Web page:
4 Best Practices for a BYOB Restaurant
One popular type of establishment in Texas is the BYOB restaurant. Most people know what BYOB entails as a guest, but operating one of these locations as a business owner or manager may be confusing. Although the TABC certification course doesn’t cover BYOB, here are 4 best practices you should be aware of:
1. Follow Minimum Age and Public Intoxication Laws
Running a BYOB establishment doesn’t mean you allow patrons to bring drinks in from the outside and they get to do whatever they want. Texas alcohol laws still apply, and that includes the minimum age to possess or consume alcohol and public intoxication.
- The minimum age to possess or consume alcohol in Texas is 21, and that still applies at BYOB establishments. Minors may possess and consume alcohol while in the visible presence of their legal-aged parent, guardian, or spouse, but your establishment doesn’t have to allow it. You can prohibit minors from possessing or consuming alcohol on your premises.
- Public Intoxication is still against the law on the property of a BYOB establishment. If one of your customers is intoxicated to the degree that they pose a danger to themselves or others, they are in violation of Chapter 49.02 of the Texas Penal Code.
2. Charge Customers a Fee If You Want
The traditional BYOB restaurant or establishment is one that allows customers to bring their own libations. In the traditional setting, customers bring, serve, and prepare their beverages themselves.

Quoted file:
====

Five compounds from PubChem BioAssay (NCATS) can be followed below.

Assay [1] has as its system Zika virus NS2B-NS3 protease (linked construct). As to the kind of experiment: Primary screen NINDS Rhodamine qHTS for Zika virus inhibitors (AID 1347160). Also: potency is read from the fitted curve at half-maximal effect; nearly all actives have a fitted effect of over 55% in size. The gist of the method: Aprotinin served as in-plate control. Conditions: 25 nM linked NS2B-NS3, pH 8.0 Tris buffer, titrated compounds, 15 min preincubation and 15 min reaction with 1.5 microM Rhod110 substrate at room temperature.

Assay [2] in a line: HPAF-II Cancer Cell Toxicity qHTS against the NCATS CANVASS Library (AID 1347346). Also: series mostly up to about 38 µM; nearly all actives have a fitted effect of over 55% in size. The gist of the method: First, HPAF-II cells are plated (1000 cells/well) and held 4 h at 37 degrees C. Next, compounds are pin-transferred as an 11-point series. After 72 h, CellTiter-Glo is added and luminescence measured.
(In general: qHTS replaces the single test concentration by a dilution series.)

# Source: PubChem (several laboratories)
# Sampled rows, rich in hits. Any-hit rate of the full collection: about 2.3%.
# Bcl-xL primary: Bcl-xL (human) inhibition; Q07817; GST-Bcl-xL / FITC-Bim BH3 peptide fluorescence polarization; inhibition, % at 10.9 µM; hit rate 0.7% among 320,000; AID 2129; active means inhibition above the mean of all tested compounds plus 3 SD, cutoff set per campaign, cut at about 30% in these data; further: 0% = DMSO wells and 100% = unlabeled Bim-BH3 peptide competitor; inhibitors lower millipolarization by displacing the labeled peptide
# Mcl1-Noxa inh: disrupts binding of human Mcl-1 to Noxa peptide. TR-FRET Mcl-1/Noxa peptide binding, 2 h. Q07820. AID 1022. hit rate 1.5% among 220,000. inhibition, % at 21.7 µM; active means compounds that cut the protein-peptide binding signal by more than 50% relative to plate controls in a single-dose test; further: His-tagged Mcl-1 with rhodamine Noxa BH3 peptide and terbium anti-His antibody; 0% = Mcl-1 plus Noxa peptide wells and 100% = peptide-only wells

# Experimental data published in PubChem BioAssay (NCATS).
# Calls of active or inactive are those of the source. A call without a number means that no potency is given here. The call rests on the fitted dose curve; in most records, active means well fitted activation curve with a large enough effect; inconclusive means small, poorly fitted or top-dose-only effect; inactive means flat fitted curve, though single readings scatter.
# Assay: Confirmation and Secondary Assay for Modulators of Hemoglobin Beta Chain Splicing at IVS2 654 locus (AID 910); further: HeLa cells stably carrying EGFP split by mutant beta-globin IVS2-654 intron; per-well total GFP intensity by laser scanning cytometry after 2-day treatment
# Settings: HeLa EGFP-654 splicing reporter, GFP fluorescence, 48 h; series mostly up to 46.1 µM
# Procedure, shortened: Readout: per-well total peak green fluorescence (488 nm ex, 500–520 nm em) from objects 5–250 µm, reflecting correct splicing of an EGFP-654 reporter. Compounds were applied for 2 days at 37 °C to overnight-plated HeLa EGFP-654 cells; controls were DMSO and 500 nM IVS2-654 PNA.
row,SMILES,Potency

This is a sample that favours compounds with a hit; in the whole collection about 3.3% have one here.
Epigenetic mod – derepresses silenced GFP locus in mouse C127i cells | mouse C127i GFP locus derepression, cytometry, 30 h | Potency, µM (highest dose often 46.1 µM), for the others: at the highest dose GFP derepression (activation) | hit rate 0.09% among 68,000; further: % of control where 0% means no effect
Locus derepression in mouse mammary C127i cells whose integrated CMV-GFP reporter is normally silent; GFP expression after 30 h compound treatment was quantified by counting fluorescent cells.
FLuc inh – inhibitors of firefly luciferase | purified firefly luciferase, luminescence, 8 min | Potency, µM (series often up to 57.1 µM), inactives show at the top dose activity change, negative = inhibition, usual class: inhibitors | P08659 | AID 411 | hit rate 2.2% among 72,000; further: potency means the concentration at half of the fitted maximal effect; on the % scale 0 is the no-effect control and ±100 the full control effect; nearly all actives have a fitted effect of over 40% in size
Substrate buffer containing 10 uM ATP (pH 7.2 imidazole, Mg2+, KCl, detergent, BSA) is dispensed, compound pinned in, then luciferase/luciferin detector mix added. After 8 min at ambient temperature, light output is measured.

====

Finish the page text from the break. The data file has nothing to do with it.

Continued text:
Although this is common, there are ways to better accommodate your customers in a BYOB setting and even make money while doing so:
- You can sell “set ups” of cups, ice, soda and other mixers
- You can charge a fee for the customer to bring alcohol onto your premises. This is particularly common when a customer brings their own bottle of wine into a restaurant. The fee is often referred to as a “corkage fee.”
3. Know the Legal Limits of What Can Be Brought In
There are no statewide BYOB laws in Texas. Even though the term means “Bring Your Own Beverage,” that doesn’t mean you can bring any type of alcoholic beverage to any type of establishment. If the establishment has a private club permit or mixed beverage permit, it is illegal to bring any type of alcoholic beverage on the premises.
Where it is legal for guests to bring in alcoholic beverages, there are still other alcohol-related laws that must be followed.
4. Know the Legal Hours of Public Consumption
If you operate a BYOB establishment or hold an event in a public place, the legal hours of public consumption of alcohol still apply to you. Just because your establishment or organization may not have a TABC permit, it doesn’t mean guests can drink alcohol on the premises all night.
According to the TABC website, legal hours of public consumption start at 7:00 AM Monday through Saturday and at 12:00 PM (noon) on Sunday. Legal hours of public consumption end at 2:15 AM if the area is legal for extended hours. Otherwise, legal hours of public consumption end at 12:15 AM Sunday night through Friday night, and 1:15 AM Saturday night.
Stay Ahead with TABC On The Fly!
Just like with any restaurant, running a BYOB establishment can be complex. This is especially true if you are not TABC certified. While it is not the law to have to be certified to serve alcohol at your restaurant, it certainly helps. The majority of employers across the state of Texas require their employees to be TABC certified because they recognize the value of ensuring employees are trained well.
By becoming certified with TABC On The Fly, you will quickly gain knowledge that will be extremely helpful in educating yourself and your staff on serving alcohol, knowing when someone is reaching or has reached their limit, and so much more. The best part is, it can be done from the comfort of your home through our online course. Register today to get certified and keep yourself and your business a step ahead of the competition.Back to Blog